The device facilitated the capture of various cell types and vesicles that were bound to magnetic beads. To trap mammalian cells of epithelial origin, such as MCF-7 cells, magnetic beads were functionalized with anti-epithelial cell adhesion molecule (EpCAM) antibodies. We found that a 600 µg mL−1 bead concentration yielded labelling efficiencies above 90% with an incubation time of at least 15 min (see Fig. 3a). We also functionalized magnetic beads with antibodies to target surface markers of Escherichia coli (E. coli) and Komagataella phaffii (K. phaffii) and biotin-PEG-cholesterol to bind large unilamellar vesicles ≤200 nm in size generated by extrusion (see Fig. 3b)36. The capture of E. coli and K. phaffii yielded high chamber occupancies above 90%, while the capture of MCF-7 cells yielded mean chamber occupancies of 69.2% and a capture efficiency of ~18% (Fig. 3c). The main reason for this difference was the large size of MCF-7 cells, which resulted in higher fluidic drag forces. In addition, MCF-7 cells are an adherent cell line, so they tend to form cell clusters during the labelling procedure and have decreased cell densities after cultivation. Similar capture efficiencies to those observed for MCF-7 cells were observed for HEK-293T and SK-BR-3 cells (69.1% and 63.0%, respectively). Due to the large number of microchambers, more than 600 tests in parallel can be performed on one device even at 60% chamber occupancy. For MCF-7 cells, we found that approximately one-third of all trapping sites were filled with a single cell and one in five with two cells, whereas for smaller cell types that grow in clusters, such as K. phaffii, a larger heterogeneity in cell number per trapping site was observed (Fig. S8).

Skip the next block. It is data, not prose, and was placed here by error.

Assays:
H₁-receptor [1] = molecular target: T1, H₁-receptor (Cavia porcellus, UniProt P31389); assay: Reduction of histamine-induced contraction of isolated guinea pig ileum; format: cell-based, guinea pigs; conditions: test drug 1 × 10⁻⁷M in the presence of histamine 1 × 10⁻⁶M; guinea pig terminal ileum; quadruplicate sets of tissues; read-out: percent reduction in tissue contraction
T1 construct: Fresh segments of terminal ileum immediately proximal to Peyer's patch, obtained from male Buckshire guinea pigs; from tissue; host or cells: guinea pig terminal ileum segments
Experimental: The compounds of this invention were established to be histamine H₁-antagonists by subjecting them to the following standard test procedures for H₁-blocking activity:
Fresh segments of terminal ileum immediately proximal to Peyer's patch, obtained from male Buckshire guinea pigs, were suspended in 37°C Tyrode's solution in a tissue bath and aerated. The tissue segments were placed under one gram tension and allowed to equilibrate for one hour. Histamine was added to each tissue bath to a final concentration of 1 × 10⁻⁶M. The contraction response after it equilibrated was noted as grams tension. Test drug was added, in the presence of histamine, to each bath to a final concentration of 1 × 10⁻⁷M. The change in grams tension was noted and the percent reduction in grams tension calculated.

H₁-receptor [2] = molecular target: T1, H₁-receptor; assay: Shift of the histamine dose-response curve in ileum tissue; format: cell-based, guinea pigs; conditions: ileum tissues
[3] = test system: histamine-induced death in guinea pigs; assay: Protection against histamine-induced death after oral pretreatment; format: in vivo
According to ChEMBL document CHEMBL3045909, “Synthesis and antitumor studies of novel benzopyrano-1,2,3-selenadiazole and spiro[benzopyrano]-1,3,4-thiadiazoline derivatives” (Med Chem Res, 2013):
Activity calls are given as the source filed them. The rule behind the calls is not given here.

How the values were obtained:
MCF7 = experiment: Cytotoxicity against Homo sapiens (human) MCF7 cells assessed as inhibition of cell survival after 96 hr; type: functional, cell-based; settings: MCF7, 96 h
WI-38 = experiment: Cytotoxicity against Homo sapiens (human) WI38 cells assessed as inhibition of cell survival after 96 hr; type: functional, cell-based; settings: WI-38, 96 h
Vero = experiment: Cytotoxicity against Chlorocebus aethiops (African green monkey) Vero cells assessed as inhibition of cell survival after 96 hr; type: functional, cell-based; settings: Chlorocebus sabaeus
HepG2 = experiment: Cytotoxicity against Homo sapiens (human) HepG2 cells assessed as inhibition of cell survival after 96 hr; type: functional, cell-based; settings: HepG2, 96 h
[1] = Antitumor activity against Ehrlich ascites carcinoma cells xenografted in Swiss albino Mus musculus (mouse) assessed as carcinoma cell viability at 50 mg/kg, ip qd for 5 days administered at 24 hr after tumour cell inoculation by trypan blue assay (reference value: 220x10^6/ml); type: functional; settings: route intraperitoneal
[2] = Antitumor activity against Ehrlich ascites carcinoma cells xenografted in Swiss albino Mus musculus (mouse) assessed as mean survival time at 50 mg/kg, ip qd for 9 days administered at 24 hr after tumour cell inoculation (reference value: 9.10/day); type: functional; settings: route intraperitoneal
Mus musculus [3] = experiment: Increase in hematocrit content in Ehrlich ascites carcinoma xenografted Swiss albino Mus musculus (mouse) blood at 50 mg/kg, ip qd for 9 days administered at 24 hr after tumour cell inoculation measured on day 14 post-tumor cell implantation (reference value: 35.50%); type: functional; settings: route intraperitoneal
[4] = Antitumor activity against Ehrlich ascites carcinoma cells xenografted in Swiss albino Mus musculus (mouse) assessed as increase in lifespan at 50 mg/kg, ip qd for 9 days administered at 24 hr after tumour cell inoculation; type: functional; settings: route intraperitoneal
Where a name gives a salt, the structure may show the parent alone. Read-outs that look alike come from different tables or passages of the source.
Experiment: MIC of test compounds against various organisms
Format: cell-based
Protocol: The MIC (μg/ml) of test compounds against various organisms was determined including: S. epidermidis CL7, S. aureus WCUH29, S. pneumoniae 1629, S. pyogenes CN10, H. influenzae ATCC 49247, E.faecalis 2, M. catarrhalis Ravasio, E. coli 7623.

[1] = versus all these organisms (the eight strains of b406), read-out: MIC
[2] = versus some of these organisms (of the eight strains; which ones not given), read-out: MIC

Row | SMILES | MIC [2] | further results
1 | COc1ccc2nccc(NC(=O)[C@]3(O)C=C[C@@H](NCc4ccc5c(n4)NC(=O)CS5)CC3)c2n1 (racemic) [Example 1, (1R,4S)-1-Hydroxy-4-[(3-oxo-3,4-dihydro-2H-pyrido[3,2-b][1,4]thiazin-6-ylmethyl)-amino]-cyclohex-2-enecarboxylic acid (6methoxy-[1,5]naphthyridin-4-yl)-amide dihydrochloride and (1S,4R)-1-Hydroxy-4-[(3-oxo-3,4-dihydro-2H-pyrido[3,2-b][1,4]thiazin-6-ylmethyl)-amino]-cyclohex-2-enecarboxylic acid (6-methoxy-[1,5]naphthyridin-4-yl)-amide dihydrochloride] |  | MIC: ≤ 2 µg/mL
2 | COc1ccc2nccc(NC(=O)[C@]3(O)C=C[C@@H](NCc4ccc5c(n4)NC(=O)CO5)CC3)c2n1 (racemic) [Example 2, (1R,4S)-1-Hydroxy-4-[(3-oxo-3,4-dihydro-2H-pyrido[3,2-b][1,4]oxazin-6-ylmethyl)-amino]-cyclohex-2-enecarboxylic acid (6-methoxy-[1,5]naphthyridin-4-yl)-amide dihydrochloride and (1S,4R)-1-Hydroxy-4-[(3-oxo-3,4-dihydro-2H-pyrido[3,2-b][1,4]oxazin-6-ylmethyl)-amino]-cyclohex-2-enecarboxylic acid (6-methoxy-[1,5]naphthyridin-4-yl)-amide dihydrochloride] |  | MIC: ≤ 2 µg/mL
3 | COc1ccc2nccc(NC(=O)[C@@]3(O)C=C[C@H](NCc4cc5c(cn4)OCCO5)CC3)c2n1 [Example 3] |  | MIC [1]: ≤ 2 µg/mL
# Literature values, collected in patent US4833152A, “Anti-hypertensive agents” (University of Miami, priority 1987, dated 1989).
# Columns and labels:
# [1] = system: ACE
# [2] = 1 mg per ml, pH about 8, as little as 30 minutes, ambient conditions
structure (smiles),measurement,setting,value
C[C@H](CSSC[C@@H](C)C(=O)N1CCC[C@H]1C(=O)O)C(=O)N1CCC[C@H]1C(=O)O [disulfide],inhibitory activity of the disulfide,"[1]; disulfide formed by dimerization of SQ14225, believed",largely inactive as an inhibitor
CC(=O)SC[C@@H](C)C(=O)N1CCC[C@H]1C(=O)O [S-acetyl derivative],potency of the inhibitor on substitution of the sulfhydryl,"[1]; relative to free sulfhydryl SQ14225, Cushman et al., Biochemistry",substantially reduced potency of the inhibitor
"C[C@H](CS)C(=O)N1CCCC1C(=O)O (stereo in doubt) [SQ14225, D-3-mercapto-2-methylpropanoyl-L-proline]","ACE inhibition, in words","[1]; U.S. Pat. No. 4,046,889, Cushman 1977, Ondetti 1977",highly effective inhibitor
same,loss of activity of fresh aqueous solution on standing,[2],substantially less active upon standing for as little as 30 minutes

Luminex ProcartaPlex assays (see schematic in Fig. 4a) of GAPDH, Gal-3 and Gal-3bp were first performed off-chip with a Magpix reader (Luminex Corporation, Austin, Texas, USA). We acquired calibration curves with the protein standards for GAPDH, Gal-3 and Gal-3bp in 96-well plates. The lower limits of quantification for the three assays were given by the manufacturer as 0.2, 2.0 and 0.2 ng mL−1, respectively. However, these values can only be achieved when at least 100 beads contribute to each measurement. When signals from individual beads are used for the assay, the standard deviation increases, and the limits of detection (LODs, defined as the mean plus three times the standard deviation of the background signal) rise to 8, 25 and 2 ng mL−1 for GAPDH, Gal-3 and Gal-3bp, respectively (Fig. 4b). Compared with the Gal-3 and Gal-3bp assays, the GAPDH assay showed significantly higher bead-to-bead variation and lower overall signal in both well plate format and on the microfluidic device, which prevented quantitative measurements. Nonetheless, we confirmed the high specificity of all antibodies for the respective compounds. The three assays could therefore be performed in parallel without notable cross-reactivity (Fig. 4c).
Once the off-chip assays were established, we successfully performed the complete on-chip assays in the 152 pL-sized microchambers. To do so, we used a fluorescence microscope for the detection of the fluorescent signal (see Fig. 4d–f). With this setup, we determined LODs of 43.1 ng mL−1 or 7.0 × 104 molecules for GAPDH, 19.6 ng mL−1 or 2.3 × 105 molecules for Gal-3, and 1.2 ng mL−1 or 1.8 × 103 molecules for Gal-3bp. Due to strong differences in the signal intensities and nonlinear responses of the three assays, we used interpolation to estimate the LODs. For GAPDH, we observed a decreasing signal instead of the expected plateau for concentrations >5 µg mL−1. This behaviour produces similar outcomes as the high-dose Hook effect and is related to the binding of GAPDH to the channel walls at high concentrations. Therefore, the quantification of GAPDH was not possible.
Multiplexed single-cell analysis